Legislative leaders agree on 7 spending plans on energy efficiency, rural areas and more
In an unusual move, Democratic leaders told Republicans to figure out where to spend the $100 million on rural infrastructure
Oregon legislators would get even higher salaries than originally estimated if a bill raising salaries passes, according to a new report from legislative analysts. (Ron Cooper/Salem Reporter)
Democrats and Republicans lawmakers have been working behind the scenes to devise spending packages for rural communities, energy efficiency programs, homeless services and education.
House SpeakerDan Rayfield, D-Corvallis, said $100 million will be devoted to rural infrastructure. That package came out of meetings last week among Republican and Democratic lawmakers.
“Rural Oregon was an area that we looked at and said this is an area that we wanted to target investment in terms of infrastructure and economic development,” Rayfield said during an online news conference with reporters on Monday afternoon.
The Democratic majority essentially gave Republicans budget-writing authority to decide how to spend the money. That move, first reported by OPB, marks an apparent smoothing of the often divisive relations among the two parties.
But Rayfield said it was not an olive branch but rather a practical move because Republicans represent many of the rural areas of the state. He said Democrats don’t expect anything in return.
“There (are) absolutely no strings attached,” Rayfield said. “This is about making meaningful change in communities across the state.”
The Republican-led plan would be part of the legislative appropriation for several hundred million dollars in unexpected tax revenue.
Rayfield said other spending packages were also worked out with Republicans.
“I do expect a lot of what we are going to do will have bipartisan support,” Rayfield said.
Legislative leaders planned to release details later Monday on $100 million in climate-related spending and will follow up with more announcements, including $100 million on public safety. One bill that’s now before Ways and Means would spend about $200 million on behavioral health facilities to help them hire and recruit staff.
Money will also be spent on helping victims and on community organizations workingto prevent violence.
“We’re hoping to have a fairly substantial package released on Wednesday,” Rayfield said.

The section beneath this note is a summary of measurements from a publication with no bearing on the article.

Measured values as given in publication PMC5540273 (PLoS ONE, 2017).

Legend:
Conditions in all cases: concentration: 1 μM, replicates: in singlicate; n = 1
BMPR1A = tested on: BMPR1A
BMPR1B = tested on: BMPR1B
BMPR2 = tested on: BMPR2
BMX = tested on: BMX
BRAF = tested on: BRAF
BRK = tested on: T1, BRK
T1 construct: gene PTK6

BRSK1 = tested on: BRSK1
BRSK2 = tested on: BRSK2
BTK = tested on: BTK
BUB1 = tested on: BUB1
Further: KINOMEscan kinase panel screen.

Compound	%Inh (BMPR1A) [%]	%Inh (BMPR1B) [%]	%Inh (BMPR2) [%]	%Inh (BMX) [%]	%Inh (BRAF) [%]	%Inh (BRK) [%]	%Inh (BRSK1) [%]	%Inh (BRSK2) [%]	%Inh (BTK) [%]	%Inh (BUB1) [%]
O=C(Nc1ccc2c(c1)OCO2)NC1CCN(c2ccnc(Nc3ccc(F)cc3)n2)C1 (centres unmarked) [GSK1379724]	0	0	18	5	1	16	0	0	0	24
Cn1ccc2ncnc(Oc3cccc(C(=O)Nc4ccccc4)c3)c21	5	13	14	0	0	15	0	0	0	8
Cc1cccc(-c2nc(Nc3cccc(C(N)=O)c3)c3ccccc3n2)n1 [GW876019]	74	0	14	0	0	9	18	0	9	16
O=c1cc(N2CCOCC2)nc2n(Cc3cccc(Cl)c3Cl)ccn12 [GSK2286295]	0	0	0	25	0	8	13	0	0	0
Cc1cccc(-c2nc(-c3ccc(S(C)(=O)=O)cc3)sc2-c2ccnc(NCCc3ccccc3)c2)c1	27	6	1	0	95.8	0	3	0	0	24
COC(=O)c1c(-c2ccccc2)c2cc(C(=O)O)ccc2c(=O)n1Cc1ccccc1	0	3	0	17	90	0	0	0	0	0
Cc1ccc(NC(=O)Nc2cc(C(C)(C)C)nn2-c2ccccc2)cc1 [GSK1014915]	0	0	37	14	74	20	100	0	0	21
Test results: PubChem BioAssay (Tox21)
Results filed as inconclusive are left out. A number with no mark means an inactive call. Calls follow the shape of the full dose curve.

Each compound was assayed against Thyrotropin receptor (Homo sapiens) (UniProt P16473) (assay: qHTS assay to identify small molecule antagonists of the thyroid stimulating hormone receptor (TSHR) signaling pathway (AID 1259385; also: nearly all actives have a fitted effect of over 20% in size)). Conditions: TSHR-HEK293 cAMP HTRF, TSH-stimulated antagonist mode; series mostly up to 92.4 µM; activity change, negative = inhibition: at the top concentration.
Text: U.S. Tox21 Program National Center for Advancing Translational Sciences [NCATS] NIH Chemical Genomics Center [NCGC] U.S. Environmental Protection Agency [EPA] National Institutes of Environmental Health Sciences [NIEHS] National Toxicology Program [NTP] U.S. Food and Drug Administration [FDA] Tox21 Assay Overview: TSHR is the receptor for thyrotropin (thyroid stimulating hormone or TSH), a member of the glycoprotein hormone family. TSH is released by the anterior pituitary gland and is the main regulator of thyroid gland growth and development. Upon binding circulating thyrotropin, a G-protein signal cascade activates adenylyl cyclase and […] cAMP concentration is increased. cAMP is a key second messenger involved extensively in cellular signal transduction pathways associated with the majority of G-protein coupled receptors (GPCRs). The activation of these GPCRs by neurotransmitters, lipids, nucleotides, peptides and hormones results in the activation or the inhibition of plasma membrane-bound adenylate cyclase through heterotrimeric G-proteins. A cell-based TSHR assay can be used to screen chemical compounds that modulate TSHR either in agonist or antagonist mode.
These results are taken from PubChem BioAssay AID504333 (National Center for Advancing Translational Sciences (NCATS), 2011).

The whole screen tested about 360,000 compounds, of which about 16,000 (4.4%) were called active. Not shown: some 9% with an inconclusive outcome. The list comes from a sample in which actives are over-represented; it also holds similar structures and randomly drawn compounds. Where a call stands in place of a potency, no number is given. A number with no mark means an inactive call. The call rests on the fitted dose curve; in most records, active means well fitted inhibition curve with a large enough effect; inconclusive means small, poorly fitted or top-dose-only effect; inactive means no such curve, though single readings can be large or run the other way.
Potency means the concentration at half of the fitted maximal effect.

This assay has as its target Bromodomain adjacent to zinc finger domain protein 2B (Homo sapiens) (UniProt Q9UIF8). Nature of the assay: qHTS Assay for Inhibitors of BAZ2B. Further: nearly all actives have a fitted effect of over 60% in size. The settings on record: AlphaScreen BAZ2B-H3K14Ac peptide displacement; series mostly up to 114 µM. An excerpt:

Housing is among the Democratic priorities, Rayfield said. So is workplace training. Gov. Kate Brown proposed spending $200 million on training to prepare people for careers in construction, health care and manufacturing.
One of the most controversial bills this session is a proposal to pay overtime to agriculture workers after a 40 hour workweek. That bill passed out of the House Committee on Business and Labor on a party line vote, and is now in the House Revenue Committee. Rayfield said it would move out of that committee to the Joint Ways and Means Committee, which works on the budget.
He said Democrats hope to get to a point where Republicans can support the proposal . It includes tax credits for employers for six years. He said a new committee has been formed in the Senate and that another is being formed in the House to try to reach agreement between legislators representing farming interests and those pushing for the extra pay.
“We’re trying to understand how we can get to a ‘Yes,’” Rayfield said.
Farmworkers have been denied overtime since the 1938 federal Fair Labor Standards Act. Farmworkers and their supporters say the law was racist, originally targeting Black farmworkers in the South, and that they need to get overtime like most other workers.
Republicans have insisted that the proposal will put family farms out of business and prompt corporations to scoop them up.
Rayfield indicated that Democratic leaders are seeking a better working relationship with Republicans..
“The philosophy of our office and what we’ve communicated and what our office believes is to honor and respect the Republicans and their right to be able to protest on the floor by reading bills,” Rayfield said, referring to a process requiring a full reading of sometimes lengthy bills.
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